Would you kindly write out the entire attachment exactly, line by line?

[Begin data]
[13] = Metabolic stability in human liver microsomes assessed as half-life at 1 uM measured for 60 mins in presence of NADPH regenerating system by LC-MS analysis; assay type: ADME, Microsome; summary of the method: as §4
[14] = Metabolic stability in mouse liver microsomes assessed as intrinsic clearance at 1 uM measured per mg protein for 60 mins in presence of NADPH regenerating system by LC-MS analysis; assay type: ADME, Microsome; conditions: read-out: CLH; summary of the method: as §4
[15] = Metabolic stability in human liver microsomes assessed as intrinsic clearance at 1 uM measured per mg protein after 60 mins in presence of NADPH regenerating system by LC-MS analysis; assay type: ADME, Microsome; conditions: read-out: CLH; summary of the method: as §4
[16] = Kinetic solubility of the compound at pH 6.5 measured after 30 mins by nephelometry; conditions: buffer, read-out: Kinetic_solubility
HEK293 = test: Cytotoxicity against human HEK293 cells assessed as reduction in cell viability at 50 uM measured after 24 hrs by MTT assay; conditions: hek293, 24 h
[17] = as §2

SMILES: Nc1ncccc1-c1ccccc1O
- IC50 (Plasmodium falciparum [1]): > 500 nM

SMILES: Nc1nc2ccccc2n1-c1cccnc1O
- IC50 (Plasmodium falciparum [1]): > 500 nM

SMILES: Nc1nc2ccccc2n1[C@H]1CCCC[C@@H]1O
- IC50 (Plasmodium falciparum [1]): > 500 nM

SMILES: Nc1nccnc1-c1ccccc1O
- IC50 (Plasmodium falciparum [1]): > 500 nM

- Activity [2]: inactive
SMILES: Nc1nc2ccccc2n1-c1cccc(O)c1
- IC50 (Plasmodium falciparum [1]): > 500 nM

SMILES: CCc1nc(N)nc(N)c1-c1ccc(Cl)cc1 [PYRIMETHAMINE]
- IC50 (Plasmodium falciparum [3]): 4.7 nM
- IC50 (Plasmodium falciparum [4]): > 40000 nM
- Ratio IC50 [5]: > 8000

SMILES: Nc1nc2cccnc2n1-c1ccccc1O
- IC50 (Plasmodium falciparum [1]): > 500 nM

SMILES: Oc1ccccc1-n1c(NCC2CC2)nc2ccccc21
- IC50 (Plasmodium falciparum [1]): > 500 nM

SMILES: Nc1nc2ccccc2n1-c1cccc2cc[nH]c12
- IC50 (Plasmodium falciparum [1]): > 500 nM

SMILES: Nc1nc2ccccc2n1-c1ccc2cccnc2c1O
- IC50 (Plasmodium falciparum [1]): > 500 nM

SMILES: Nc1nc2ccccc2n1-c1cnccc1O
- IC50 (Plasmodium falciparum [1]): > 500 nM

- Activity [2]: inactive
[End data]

[13] = Metabolic stability in human liver microsomes assessed as half-life at 1 uM measured for 60 mins in presence of NADPH regenerating system by LC-MS analysis; assay type: ADME, Microsome; summary of the method: as §4
[14] = Metabolic stability in mouse liver microsomes assessed as intrinsic clearance at 1 uM measured per mg protein for 60 mins in presence of NADPH regenerating system by LC-MS analysis; assay type: ADME, Microsome; conditions: read-out: CLH; summary of the method: as §4
[15] = Metabolic stability in human liver microsomes assessed as intrinsic clearance at 1 uM measured per mg protein after 60 mins in presence of NADPH regenerating system by LC-MS analysis; assay type: ADME, Microsome; conditions: read-out: CLH; summary of the method: as §4
[16] = Kinetic solubility of the compound at pH 6.5 measured after 30 mins by nephelometry; conditions: buffer, read-out: Kinetic_solubility
HEK293 = test: Cytotoxicity against human HEK293 cells assessed as reduction in cell viability at 50 uM measured after 24 hrs by MTT assay; conditions: hek293, 24 h
[17] = as §2

SMILES: Nc1ncccc1-c1ccccc1O
- IC50 (Plasmodium falciparum [1]): > 500 nM

SMILES: Nc1nc2ccccc2n1-c1cccnc1O
- IC50 (Plasmodium falciparum [1]): > 500 nM

SMILES: Nc1nc2ccccc2n1[C@H]1CCCC[C@@H]1O
- IC50 (Plasmodium falciparum [1]): > 500 nM

SMILES: Nc1nccnc1-c1ccccc1O
- IC50 (Plasmodium falciparum [1]): > 500 nM

- Activity [2]: inactive
SMILES: Nc1nc2ccccc2n1-c1cccc(O)c1
- IC50 (Plasmodium falciparum [1]): > 500 nM

SMILES: CCc1nc(N)nc(N)c1-c1ccc(Cl)cc1 [PYRIMETHAMINE]
- IC50 (Plasmodium falciparum [3]): 4.7 nM
- IC50 (Plasmodium falciparum [4]): > 40000 nM
- Ratio IC50 [5]: > 8000

SMILES: Nc1nc2cccnc2n1-c1ccccc1O
- IC50 (Plasmodium falciparum [1]): > 500 nM

SMILES: Oc1ccccc1-n1c(NCC2CC2)nc2ccccc21
- IC50 (Plasmodium falciparum [1]): > 500 nM

SMILES: Nc1nc2ccccc2n1-c1cccc2cc[nH]c12
- IC50 (Plasmodium falciparum [1]): > 500 nM

SMILES: Nc1nc2ccccc2n1-c1ccc2cccnc2c1O
- IC50 (Plasmodium falciparum [1]): > 500 nM

SMILES: Nc1nc2ccccc2n1-c1cnccc1O
- IC50 (Plasmodium falciparum [1]): > 500 nM

- Activity [2]: inactive